The real money maker however, lies in the resell market. Supreme’s price is not as crazy one might believe, they are rather reasonable at $38 for a T-shirt and $138 for a sweatshirt at their brick and mortar locations. But due to the brand’s method of releasing very limited quantities to generate hype, the feeling of exclusively owning a branded product not many can have, has greatly caused a spike in the resale market. Once the product sells out, one can expect for the price to skyrocket, even reaching up to 30x its original price. This is especially true in places that have no way of obtaining the authentic Supreme products. With Chinese buyers unable to shop conveniently for Supreme, the brand has become immensely popular in Asia due to this added exclusivity when you own a piece. In fact, a lot of Chinese buyers will list a price they are willing to pay and have their people scout during these launches. This has created a massive resale market in Asia, since it’s nearly impossible to buy it in the Asian clothing online markets and having to deal with fakes.
But how can someone tell if an item will become extremely valuable? Dedicated Supreme sellers state that they simply know how to research what items will potentially sell for the most. Several Instagram and Twitter pages discuss the releases of Supreme, even adding polls to see what the general audience thinks of each item. People can vote it up or down, and this becomes a crowd sourcing tool to better understand the market for these sellers. That isn’t to say that everything is predictable. Supreme has released a couple of odd items here and there that have raised some eyebrows. But loyal fans are quick to praise the creativity of the brand to release bold products that are so out of the ordinary. Some out of the box products that were released by Supreme includes their iconic brick and crowbar.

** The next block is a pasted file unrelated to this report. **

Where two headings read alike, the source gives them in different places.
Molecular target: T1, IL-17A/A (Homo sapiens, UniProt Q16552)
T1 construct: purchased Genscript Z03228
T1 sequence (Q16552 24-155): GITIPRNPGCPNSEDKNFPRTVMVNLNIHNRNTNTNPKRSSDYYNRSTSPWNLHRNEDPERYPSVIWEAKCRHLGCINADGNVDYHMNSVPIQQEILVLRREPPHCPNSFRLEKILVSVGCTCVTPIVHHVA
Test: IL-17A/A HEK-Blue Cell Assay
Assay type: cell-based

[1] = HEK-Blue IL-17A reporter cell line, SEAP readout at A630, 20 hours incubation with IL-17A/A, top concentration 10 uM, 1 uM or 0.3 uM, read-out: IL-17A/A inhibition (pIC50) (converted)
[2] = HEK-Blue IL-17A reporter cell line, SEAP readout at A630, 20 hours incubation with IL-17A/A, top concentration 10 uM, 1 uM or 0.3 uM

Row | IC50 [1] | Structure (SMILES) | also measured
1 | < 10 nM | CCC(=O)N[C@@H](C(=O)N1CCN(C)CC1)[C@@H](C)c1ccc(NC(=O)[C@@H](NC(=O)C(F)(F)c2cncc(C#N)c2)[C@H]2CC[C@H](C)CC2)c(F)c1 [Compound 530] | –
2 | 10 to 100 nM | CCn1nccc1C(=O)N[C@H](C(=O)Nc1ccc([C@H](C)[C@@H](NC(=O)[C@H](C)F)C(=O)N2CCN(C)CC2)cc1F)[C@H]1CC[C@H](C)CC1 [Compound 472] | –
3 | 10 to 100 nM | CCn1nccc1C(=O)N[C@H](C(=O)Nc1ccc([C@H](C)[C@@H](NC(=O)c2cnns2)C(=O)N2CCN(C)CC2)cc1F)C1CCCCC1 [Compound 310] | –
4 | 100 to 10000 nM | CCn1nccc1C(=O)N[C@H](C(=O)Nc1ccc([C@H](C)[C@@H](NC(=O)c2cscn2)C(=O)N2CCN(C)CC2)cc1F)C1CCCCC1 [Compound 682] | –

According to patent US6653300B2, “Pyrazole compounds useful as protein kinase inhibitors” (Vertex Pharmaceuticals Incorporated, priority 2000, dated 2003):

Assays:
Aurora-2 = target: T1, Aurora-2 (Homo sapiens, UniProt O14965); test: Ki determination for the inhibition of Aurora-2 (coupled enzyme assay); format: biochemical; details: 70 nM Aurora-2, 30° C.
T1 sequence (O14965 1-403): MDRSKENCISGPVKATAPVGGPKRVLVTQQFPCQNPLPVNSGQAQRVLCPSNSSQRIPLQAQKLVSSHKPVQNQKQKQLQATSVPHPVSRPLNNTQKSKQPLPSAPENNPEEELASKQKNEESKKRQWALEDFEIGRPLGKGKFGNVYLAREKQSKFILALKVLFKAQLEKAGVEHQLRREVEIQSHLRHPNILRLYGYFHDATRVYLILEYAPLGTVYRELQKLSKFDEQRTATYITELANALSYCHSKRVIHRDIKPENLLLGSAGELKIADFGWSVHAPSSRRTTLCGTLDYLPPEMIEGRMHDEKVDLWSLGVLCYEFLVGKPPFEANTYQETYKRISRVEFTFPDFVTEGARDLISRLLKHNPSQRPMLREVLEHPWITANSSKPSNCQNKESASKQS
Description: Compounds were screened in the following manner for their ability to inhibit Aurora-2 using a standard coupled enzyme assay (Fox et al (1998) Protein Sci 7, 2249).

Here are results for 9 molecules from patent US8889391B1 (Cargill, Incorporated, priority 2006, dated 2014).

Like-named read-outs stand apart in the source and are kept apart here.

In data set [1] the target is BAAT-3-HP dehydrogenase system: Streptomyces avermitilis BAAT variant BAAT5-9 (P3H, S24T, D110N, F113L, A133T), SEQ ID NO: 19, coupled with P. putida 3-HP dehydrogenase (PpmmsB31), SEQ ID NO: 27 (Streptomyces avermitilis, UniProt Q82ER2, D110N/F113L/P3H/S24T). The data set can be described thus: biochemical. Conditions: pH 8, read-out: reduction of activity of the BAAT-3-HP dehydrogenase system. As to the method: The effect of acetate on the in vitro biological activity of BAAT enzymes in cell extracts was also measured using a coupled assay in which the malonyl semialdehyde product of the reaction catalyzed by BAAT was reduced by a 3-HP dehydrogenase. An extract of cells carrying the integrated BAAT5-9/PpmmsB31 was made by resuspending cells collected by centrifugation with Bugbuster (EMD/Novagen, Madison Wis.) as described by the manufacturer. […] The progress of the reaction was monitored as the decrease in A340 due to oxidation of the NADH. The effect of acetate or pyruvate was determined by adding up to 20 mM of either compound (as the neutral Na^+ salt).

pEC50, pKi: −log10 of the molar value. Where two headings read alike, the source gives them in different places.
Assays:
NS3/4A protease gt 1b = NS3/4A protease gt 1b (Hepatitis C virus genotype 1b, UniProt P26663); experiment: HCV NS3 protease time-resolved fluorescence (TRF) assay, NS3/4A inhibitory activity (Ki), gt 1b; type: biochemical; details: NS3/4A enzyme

Supreme’s method of scarcity and marketing
Supreme has created scarcity with no paid marketing and has transformed an underground streetwear brand to a billion dollar brand. Hypebeast now treat their items like valuable investments which have contributed in fuelling the popularity of the brand. Their method of word of mouth and experiential launches is what makes the brand stand out in their marketing as every launch is now a press worthy event. But what caused them to limit their product availability in the first place? This was largely because they didn’t want to be stuck with unwanted inventory initially. However, after seeing the hype that was generated from choking their supply, they continued to market their products in this exclusive way.
Celebrities working with the Supreme brand
In the late 2000s, Supreme began to quickly rise in popularity, with its success largely due to what has been dubbed “The Kanye Effect”. In 2006, Supreme released their blazer in collaboration with Nike. Originally retailing for only $150, it was going for about $300-400 in the resale market. It wasn’t until photos were released of Kanye West wearing it at the 2007 Grammy Foundation that the price skyrocketed in the resale market to $800. Similarly, the iconic teal hoodie with their box logo can be seen on Tyler the Creator in his She music video was retailed for only $150. After the music video launched, the very same hoodie sold for $3500.
In 2017, Supreme sold half its company for 500 million to the Carlyle Group, a private equity corporation. Fans were concerned about this move and believed that giving themselves away to a major corporation could ultimately devalue supreme’s image. While Supreme has primarily contributed their success to the limited releases they do, fans believe that if they end up overproducing their product due to the new partnership, the brand will face major consequences. As time went by, it was clear that Supreme had no intention of changing up what they do best. Hypebeast and loyal supporters would even go on to praise the brand for making the investment to grow and having a large corporation to back them up and fight off their legal cases.